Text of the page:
The Proust Questionnaire, popularized by the French essayist and novelist Marcel Proust, is said to reveal a person’s true nature through a series of probing, soul-searching questions. In the hot seat today: Leslie C. Youngblood, author of the MG debut, LOVE LIKE SKY (Disney-Hyperion, 2018). Her sophomore novel, FOREVER THIS SUMMER, is slated for Summer 2021 (Little, Brown Books for Young Readers).
What is your idea of perfect happiness? I don’t believe there is “perfect happiness.” What is close is the ability to do what you love, be healthy and safe, have some sense of financial security, and wish the same for others — especially those you love.
What is your greatest fear? Losing someone I love.
What is the trait you most deplore in yourself? I don’t “deplore” anything about myself. If I did, I hope that I’d have the sense and courage to change it.
What is the trait you most deplore in others? Lack of humanity or conscience. Or whatever allows someone to take the life of another other than in self-defense. The trait that allows someone to attempt to ruin the life of others through abuse.
Which living person do you most admire? My mother. She lives life according to her rules. Living life to the fullest is something that she does instinctually. It’s not a catch-phrase for her.
What is your greatest extravagance? Making my home a personal writing retreat.
What is your current state of mind? Wondering if what I’m doing — whatever I’m doing — is enough. Striving do more but maintaining peace.
What do you consider the most overrated virtue? I wouldn’t say any virtue is overrated. It’s the lack of some that’s problematic, but as I think about the question a little more, I might lean toward “patience” in regard to changes that need to be made in everything from the publishing industry to basic human rights. Patience is often misused.
On what occasion do you lie? If there’s a way to skate around the truth when it means not crushing someone’s spirits or hopes.
Which words or phrases do you most overuse? “Too” is the word I found too many of while I was re-reading my forthcoming book. My characters have a tendency to want to include others. I think I have that tendency, too. See … lol.
Besides writing, which talent would you most like to have? Naturally gifted singer.
What do you consider your greatest achievement? Choosing not to hate. I haven’t reached that level where I love everyone, but there is peace in not hating anyone.
If you were to die and come back as a person or a thing, what would it be? A blues singer — I’m talking Etta James, Big Mama Thornton, Bobby Blue Bland, Albert King, John Lee Hooker, B.B. King.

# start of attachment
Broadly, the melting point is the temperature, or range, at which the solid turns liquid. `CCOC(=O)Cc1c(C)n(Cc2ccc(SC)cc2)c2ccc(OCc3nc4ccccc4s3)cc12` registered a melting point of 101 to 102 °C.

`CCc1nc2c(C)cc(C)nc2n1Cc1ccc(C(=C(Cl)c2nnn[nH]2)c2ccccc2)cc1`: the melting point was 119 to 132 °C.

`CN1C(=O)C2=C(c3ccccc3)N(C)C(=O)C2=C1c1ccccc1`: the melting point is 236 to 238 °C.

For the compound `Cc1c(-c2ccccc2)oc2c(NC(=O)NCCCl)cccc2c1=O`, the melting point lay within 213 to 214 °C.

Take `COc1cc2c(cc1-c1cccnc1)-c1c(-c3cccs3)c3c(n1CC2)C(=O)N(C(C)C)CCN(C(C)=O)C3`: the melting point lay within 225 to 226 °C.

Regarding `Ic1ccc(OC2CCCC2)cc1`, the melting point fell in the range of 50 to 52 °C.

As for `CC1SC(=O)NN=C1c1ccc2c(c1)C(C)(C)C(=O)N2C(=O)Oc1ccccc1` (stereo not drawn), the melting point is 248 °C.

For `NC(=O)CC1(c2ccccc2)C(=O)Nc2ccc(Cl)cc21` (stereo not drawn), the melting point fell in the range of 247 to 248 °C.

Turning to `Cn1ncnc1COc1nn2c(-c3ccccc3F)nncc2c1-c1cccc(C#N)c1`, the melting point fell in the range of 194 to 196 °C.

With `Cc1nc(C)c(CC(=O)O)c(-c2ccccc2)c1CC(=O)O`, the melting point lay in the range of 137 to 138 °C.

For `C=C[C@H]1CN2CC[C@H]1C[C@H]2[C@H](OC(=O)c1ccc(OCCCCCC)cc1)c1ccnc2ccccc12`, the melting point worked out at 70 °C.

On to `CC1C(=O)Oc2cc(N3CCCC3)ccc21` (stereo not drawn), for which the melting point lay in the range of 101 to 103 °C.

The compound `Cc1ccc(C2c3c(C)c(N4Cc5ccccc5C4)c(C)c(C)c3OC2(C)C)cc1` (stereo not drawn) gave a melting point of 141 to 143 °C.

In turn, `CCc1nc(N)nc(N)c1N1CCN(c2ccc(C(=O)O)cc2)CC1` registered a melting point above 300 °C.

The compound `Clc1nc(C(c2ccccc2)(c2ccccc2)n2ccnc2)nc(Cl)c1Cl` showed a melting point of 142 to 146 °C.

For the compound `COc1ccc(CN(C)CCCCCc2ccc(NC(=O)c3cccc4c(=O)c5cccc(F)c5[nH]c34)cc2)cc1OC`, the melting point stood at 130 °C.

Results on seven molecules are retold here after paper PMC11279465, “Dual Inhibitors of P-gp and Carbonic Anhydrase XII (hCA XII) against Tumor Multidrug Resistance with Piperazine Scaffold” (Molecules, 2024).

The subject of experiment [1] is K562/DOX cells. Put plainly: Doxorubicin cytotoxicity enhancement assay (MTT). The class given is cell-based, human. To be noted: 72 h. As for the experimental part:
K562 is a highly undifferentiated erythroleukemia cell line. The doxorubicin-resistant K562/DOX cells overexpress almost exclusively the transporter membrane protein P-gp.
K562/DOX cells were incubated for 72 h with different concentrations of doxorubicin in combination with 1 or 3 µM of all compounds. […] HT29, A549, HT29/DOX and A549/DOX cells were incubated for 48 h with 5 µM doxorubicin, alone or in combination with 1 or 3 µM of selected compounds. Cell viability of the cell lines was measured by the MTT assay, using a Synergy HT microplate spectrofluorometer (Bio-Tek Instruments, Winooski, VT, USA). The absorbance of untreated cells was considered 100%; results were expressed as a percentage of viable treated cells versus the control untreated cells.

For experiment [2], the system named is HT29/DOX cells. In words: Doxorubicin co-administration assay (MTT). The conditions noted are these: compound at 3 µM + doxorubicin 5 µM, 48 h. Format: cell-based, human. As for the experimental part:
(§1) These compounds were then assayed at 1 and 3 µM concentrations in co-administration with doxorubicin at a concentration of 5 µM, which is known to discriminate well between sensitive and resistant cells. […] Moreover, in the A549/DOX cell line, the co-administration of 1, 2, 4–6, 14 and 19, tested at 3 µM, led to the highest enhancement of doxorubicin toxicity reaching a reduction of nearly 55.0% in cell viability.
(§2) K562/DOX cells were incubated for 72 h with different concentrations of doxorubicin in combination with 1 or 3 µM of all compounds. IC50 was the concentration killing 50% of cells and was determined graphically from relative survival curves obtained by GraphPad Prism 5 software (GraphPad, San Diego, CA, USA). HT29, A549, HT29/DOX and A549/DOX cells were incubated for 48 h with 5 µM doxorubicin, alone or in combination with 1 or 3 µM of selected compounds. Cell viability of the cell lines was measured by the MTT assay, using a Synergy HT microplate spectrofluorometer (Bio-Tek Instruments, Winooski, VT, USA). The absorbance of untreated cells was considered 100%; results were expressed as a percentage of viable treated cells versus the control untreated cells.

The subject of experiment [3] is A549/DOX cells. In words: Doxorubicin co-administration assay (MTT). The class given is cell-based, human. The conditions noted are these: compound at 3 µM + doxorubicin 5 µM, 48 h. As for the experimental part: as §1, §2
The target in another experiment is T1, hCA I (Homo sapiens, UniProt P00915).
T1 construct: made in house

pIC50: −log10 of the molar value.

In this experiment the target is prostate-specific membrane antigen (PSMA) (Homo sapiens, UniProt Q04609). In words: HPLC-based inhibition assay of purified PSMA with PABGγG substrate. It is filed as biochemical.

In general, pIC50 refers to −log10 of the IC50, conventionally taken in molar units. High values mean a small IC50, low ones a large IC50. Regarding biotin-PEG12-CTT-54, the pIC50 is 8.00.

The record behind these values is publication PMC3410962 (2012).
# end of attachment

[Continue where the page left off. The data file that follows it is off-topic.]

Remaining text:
What is your most treasured possession? Memories of my brother, Sammy, and time we’ve shared alone or with family and friends. Memories of anyone I’ve loved who éisn’t physically here anymore. And the love I have from my family and friends. Perhaps that is abstract, but love is given to you, so it should be treasured.
What do you regard as the lowest depth of misery? Sudden loss. No “goodbye.” When I think of it from my mother’s point of view of losing a child, I crumble. Incomprehensible.
What do you most value in your friends? Understanding.
Who are your favorite writers? Toni Morrison. James Baldwin. Jewell Parker Rhodes. Terry McMillan. Bernice L. McFadden. Tayari Jones. Pearl Cleage. Renée Watson. Rita Williams-Garcia. Any writers who seek to explore the way in which Black people live, love, and deal with joy, as well as loss, so that includes too many writers to name. Marita Golden is another writer I admire. I re-read and reflect on her past and present works, and how she’s built her career.
Who is your hero of fiction? A secretary named Nettie gave me a copy of Go Tell It on the Mountain. It changed everything for me. I was in my twenties, working as a receptionist and going to night school. My major was marketing. After reading Baldwin, I changed my major to creative writing and never looked back, so I credit her as my real-life fiction shero. Oh, wait — now that I’m realizing this question is what character in fiction is my hero … lol. Okay, I couldn’t name one. There are three in Beloved alone.
Which historical figure do you most identify with? No one in particular. I’m a product of countless people who worked to overcome the odds, regardless of what this country dished out. All of my ancestors are historical figures to me. My hometown — Bogalusa, Louisiana — was known as Klanstown, USA, but, yet, here I am. Here we are.
What is your motto? Most quotes that I’ve loved, from Thoreau to Baldwin, have to do with “endurance,” or “going confidently in the directions of your dreams.” It may be a cliché to some: Never give up.
LESLIE C. YOUNGBLOOD received an MFA from the University of North Carolina at Greensboro. A former assistant professor of creative writing at Lincoln University in Jefferson City, she has lectured at Mississippi State University, UNC-Greensboro, and the University of Ghana at Legon. She’s been awarded a host of writing honors, including a 2014 Yaddo’s Elizabeth Ames Residency, the Lorian Hemingway Short Story Prize, a Hurston Wright Fellowship, and the Room of Her Own Foundation’s 2009 Orlando Short Story Prize. Born in Bogalusa, Louisiana, and raised in Rochester, New York, Love Like Sky is her debut novel. When she’s not writing or reading, she enjoys watching everything from sitcoms to Columbo. Learn more about Leslie on her website and follow her on Facebook, Twitter and Instagram.